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politics

Big money crops up in small elections in the United States

 Political groups that took advantage of loosened campaign-finance rules spent hundreds of millions of dollars in the 2012 U.S. presidential election. This year, they’re cropping up in state and local races as well. Wealthy individuals and interest groups of all stripes are increasingly setting up political committees that can steer unlimited sums to small-dollar contests […] Read More →

A Clinton vs. Bush Race? Again?

Jeff Jacoby,  Jeb Bush’s son, George P. Bush, told ABC News, the other day that his father will “more than likely” run for the Republican presidential nomination in 2016. The former Florida governor’s other son, Jeb Bush Jr., told The New York Times, that the extended Bush clan and its key allies “are getting fired up” about the prospect of […] Read More →

A D.C. cure: Take the Hard Votes

Jonah Goldberg,  What day is it?” “It’s today,” squeaked Piglet. “My favorite day,” said Pooh.  As a proud member of the “don’t just do something, sit there” school of politics, I don’t fret much about partisanship and gridlock. Partisanship and gridlock aren’t bugs of our constitutional system, they’re features. And while everyone likes to see […] Read More →

Republicans and the Language of the Left

Jack Kerwick,   As the mid-term elections approach, it’s high time for Republican commentators to walk the walk. Just the other morning, Mark Steyn, busily promoting his new book, made an appearance on Bill Bennett’s radio program. The latter agreed enthusiastically with the former that in order for conservatives to prevail culturally, it is imperative for […] Read More →

Obama’s White House Can’t Take a Joke

 There’s a poignant moment midway through Ron Chernow’s superb biography of George Washington when the father of our country, struggling to make his Mount Vernon plantation profitable after the war, writes fretfully to a friend that he knows no more “than the man in the moon where I am going to get money to pay […] Read More →

Against the State: An Interview with Lew Rockwell

 There is no end to discussion of John Locke’s impact on the Founding Fathers, the Constitution, and the Declaration of Independence. The Declaration of Independence lists our inalienable rights to “Life, Liberty, and the Pursuit of Happiness” and the Constitution creates a relatively strong central government limited nonetheless by our fundamental freedoms. And so, Americans […] Read More →

You May Not Be Into Politics but Politics is Into You

Joy Overbeck,  People, especially young people, often say that they don’t care about politics. They’re just not into it; they think politics doesn’t affect their lives. Even if they cared enough to get involved, they’re too busy with school or building careers and families, or trying to find a job after being laid off. But […] Read More →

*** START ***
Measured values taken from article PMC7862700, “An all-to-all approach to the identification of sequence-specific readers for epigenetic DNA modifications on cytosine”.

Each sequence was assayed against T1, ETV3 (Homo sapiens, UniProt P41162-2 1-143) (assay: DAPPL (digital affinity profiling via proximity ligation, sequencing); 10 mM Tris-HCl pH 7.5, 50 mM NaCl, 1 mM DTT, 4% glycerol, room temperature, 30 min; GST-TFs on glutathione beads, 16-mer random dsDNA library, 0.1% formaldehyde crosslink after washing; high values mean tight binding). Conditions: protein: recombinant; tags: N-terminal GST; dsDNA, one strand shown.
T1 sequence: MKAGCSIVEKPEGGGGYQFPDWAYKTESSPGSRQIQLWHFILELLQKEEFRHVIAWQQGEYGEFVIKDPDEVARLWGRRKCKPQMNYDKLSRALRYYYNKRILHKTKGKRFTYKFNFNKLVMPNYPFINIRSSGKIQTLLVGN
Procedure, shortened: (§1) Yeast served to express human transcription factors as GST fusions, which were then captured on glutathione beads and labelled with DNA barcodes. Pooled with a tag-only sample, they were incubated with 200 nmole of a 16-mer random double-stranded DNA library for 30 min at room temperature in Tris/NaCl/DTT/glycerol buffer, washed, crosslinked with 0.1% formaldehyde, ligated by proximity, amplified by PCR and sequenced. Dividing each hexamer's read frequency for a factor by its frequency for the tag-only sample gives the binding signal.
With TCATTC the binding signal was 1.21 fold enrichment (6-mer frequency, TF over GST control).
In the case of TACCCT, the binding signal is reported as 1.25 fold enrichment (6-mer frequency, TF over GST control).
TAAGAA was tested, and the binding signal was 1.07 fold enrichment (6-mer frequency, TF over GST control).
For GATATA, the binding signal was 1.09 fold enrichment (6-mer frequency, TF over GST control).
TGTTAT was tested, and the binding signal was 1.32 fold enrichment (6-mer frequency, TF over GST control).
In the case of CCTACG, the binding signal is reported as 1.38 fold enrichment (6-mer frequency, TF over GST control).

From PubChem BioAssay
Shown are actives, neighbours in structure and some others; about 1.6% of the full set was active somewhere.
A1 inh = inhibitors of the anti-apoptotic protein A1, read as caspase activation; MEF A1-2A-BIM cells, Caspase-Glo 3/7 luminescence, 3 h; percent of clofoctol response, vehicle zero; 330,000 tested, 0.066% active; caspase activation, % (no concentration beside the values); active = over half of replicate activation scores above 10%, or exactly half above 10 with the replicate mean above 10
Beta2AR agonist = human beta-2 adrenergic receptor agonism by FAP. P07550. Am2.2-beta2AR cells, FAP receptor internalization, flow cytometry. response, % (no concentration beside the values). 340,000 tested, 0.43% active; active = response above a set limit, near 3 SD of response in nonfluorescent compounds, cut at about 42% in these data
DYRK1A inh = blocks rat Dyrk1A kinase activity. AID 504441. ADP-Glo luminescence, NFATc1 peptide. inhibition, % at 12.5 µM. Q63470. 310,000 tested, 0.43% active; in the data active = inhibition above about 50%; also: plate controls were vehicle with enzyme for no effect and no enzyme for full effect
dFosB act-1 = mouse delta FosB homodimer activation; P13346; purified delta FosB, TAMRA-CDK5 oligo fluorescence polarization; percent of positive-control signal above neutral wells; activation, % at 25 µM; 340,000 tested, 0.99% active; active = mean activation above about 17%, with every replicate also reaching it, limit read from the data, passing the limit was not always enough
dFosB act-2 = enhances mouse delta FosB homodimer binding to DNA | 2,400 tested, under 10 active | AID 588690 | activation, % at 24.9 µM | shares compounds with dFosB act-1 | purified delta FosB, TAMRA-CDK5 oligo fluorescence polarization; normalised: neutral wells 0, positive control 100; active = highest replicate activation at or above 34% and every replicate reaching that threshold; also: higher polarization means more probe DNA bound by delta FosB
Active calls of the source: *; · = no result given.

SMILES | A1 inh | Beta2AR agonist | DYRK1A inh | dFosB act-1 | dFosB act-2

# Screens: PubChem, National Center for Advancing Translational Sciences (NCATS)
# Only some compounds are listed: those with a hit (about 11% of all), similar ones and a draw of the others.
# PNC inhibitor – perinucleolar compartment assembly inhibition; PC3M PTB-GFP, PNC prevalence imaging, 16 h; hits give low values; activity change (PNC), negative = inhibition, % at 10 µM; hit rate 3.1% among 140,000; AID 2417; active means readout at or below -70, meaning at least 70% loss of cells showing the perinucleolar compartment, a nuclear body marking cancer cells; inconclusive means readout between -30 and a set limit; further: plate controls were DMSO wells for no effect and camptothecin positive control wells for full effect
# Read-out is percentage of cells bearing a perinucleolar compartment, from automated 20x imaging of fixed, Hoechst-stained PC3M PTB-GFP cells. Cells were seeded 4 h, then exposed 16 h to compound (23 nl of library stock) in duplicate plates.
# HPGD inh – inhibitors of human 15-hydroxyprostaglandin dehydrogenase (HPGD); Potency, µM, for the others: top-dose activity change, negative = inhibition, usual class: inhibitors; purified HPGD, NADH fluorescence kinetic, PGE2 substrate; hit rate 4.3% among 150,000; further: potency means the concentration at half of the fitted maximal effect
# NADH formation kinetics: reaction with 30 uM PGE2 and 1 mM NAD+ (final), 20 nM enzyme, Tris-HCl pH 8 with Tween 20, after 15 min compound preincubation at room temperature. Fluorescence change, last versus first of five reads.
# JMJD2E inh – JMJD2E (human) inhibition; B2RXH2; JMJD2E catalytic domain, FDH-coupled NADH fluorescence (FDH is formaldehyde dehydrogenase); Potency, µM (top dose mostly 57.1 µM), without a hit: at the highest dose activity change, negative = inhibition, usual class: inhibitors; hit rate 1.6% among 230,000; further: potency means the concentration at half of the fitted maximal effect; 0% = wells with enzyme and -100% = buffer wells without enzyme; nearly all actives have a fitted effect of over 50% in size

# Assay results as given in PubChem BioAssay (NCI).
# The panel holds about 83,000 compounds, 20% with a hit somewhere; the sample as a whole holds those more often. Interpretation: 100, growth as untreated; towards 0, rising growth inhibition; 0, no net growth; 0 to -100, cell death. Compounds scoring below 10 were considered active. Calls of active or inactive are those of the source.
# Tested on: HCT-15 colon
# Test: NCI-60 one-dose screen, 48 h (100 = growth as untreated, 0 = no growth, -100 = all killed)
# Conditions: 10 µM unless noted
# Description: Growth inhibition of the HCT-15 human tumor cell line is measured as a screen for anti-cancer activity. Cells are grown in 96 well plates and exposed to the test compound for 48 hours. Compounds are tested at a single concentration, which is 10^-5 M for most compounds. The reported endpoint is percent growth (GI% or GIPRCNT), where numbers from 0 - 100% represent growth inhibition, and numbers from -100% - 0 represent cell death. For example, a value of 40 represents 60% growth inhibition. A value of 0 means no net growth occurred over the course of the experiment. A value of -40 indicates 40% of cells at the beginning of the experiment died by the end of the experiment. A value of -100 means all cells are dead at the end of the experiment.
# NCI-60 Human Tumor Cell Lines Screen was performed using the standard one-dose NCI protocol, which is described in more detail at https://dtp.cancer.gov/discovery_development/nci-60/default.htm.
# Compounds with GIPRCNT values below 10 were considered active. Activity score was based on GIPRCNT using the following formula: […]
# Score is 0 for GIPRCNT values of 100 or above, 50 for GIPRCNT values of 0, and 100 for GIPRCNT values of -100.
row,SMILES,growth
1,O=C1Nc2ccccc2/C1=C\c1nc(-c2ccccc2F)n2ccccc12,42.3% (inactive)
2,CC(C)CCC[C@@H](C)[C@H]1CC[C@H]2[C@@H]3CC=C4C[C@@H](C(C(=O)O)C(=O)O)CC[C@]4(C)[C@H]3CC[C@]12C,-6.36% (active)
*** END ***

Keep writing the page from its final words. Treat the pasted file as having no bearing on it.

Power of Positive Campaigning

Jackie Gingrich Cushman,   With just under six weeks to the Nov. 4 Election Day, the pressure is on. With a Democratic sitting president with a low 44 percent approval rating, many Republican races across the nation are being run by tying the Democratic candidate to the president. In many cases, this might indeed create distaste […] Read More →

The Warren Commission: 50th Anniversary

Larry Provost,  50 years ago this week, the Warren Commission concluded that Lee Harvey Oswald, acting alone, killed President John F. Kennedy. After years of controversy, the evidence is clear as to who killed President Kennedy. The real killer had well known movements but deviated from those movements in the day before the assassination. The […] Read More →

The Hillary Letters – Hillary Clinton, Saul Alinsky correspondence revealed

Washington Free Beacon – by Alana Goodman  Previously unpublished correspondence between Hillary Clinton and the late left-wing organizer Saul Alinsky reveal new details about her relationship with the controversial Chicago activist and shed light on her early ideological development. Clinton met with Alinsky several times in 1968 while writing a Wellesley college thesis about his theory […] Read More →

A Definition of Amnesty

 Definition: Generally, amnesty is defined as any governmental pardon for past offenses or crimes, especially political ones. Granting amnesty goes beyond a pardon, in that it forgives the said offense completely. For purposes of conservative politics, amnesty is a political term typically associated with two major issues — immigration and capital punishment. As it relates […] Read More →

Administration’s Bias Against Israel Obvious

Matt Towery  With every word spoken and every roll of his eyes, U.S. Secretary of State John Kerry makes it clear that the Obama administration is no fan of Israel. So why is it that media will not call the White House on this major shift in American foreign policy? The most convincing evidence was […] Read More →

Nixon: Painfully Shy, But Craving Great Purpose

Jeff Jacoby  Perfect candor wasn’t Richard Nixon’s strong suit. But he spoke the gospel truth when he described himself as “an introvert in an extrovert’s profession.” He was one of the most successful political campaigners of the 20th century: winning election to both houses of Congress, serving two terms as Dwight Eisenhower’s vice president, and […] Read More →